Truck Driving Schools in NC

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After successfully completing trucking schools training in North Carolina, graduates are issued a CDL permit until their CDL is issued. Graduates from PTDI-certified trucking schools receive a Certificate of Attainment. Within the truck driving industry, that certificate means they are highly ranked among the most qualified, safest and dependable prospects for a driving career. Truck drivers need to be able to manage their personal expenses, and deal with life on the road. They need to be able to exercise stress and fatigue reduction, pay close attention to personal hygiene and health, and practice personal and equipment safety. Although these issues are not usually addressed during the course, they are not totally omitted in truck driver training.

Graduates who had pre-hire arrangements in place with trucking companies, and who have met those companies’ requirements, are now ready to be hired as entry-level drivers. Trucking companies that partnered with truck driving schools can now recruit successful graduates because they know they are getting well-trained drivers. Graduates unable to obtain employment on their own should enlist the services of the placement staff at their school to assist them in their job search.There are some reputable trucking companies that offer an apprenticeship program for graduates. Trucking schools graduates drive and ride for up to six weeks with a matched qualified company mentor/driver. Female graduates can be matched with male mentor drivers unless they prefer another female driver, but male graduates cannot be matched with female mentor drivers. They start out earning student pay at $350 a week for the first two, with pay increasing up to $500 a week within six weeks.

After completion of the apprenticeship program, they are evaluated on their professionalism, over-the-road driving skills, performance, truck handling, their ability to learn the road and their ability to meet pick-up and delivery deadlines by the mentor driver. If trucking schools graduates get the nod of approval from their mentor, they get the keys to their own truck. They become an entry-level driver, and receive mileage pay as a solo driver for that trucking company. Not all students succeed in getting their CDL on their first try. Should any students fail to pass the required testing after completion of training; some trucking schools allow those students to return for retraining and retesting. Students are provided with extra tutoring or training to ensure they still have a chance to pass and receive a CDL.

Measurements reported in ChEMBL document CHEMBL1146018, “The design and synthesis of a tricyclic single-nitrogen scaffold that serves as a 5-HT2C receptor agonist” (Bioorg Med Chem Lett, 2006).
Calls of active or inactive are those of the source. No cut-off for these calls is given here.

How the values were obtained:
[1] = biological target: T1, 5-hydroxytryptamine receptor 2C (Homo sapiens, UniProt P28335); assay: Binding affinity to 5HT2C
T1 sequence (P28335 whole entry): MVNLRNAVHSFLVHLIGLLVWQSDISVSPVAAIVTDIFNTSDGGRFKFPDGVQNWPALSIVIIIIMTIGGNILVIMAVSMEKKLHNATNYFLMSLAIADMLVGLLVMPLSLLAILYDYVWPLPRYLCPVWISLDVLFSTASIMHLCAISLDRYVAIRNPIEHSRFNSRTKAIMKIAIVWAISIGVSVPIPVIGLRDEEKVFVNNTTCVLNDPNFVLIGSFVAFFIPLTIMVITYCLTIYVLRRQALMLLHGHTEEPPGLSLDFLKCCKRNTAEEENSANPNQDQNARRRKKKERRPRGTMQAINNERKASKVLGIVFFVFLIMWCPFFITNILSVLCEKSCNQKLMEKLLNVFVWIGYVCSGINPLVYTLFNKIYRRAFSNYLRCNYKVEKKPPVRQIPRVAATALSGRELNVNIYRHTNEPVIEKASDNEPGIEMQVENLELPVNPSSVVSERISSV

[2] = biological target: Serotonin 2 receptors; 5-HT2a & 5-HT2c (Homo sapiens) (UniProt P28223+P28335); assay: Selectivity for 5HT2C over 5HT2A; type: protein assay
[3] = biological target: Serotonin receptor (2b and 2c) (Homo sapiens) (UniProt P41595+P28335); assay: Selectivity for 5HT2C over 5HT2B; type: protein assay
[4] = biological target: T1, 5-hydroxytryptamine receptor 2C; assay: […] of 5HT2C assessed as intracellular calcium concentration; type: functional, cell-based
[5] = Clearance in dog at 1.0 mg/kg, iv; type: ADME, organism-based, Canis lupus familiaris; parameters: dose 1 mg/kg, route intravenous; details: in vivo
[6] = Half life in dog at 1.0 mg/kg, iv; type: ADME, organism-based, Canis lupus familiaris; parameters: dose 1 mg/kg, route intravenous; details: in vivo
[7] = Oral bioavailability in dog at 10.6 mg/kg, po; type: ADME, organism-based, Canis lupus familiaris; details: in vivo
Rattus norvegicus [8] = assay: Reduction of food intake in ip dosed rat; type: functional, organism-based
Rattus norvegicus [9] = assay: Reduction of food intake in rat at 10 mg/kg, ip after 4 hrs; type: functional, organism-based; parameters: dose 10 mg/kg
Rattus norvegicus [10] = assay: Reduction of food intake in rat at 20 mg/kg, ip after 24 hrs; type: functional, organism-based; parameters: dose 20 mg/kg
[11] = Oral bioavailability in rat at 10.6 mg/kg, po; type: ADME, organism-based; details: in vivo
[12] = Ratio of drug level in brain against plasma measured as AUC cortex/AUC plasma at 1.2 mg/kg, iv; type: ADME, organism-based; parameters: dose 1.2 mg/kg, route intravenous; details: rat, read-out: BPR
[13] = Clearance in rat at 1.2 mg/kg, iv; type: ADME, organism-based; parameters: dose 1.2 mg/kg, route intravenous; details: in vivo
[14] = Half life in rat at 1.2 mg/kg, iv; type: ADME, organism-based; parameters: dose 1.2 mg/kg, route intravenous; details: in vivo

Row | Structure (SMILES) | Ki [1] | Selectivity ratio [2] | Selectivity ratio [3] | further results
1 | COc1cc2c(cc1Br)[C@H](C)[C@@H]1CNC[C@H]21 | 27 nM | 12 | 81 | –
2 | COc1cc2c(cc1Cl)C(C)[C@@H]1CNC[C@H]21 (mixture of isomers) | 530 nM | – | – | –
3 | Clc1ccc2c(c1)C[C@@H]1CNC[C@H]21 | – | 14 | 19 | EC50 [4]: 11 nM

Truck driving is a demanding job, but truckers do earn excellent pay. Entry-level truck drivers in the trucking industry can expect to earn at least $30,000 to $40,000 per year. Experienced drivers can earn up to $80,000 per year. Husband and wife teams can earn up to $100,000 per year.

Safety, respect for the road, dedication, perseverance, a positive attitude and professionalism, are strengths that graduates of truck driving schools should acquire to master the trucking industry. Drivers who graduated from PTDI schools can expect to be in high demand within the trucking industry. They are considered to be the safest and most qualified drivers. With rising insurance costs, trucking companies are seeking well-trained drivers put out by those trucking schools.

The opportunities to enjoy the freedom of the road as a professional truck driver are unlimited. Entry-level drivers can choose among the different types of drivers to begin their careers. Major trucking companies with excellent hiring practices are in constant need for local, long distance or specialized drivers. Local drivers operate heavy, medium and light trucks. These drivers operate as pick-up and delivery or customer delivery, and make several stops daily. Long distance or long haul drivers operate heavy trucks. These drivers drive loads from state to state or within a state sometimes having to layover until the next day. They may be away from home for up to a week or longer. Specialized drivers operate triple and double trailers, auto carriers, wet and dry bulk carriers, specialized equipment and tank trucks or haul hazardous materials. Many experienced drivers expand their driving careers to become owner-operators. Some even choose to become certified mentors or instructors/trainers for trucking schools. If a company is not a preferred choice of employment, entry-level drivers should learn as much as they can about the trucking industry, and remain with that company for at least a year to gain after the training experience.

June 27, 2012 |

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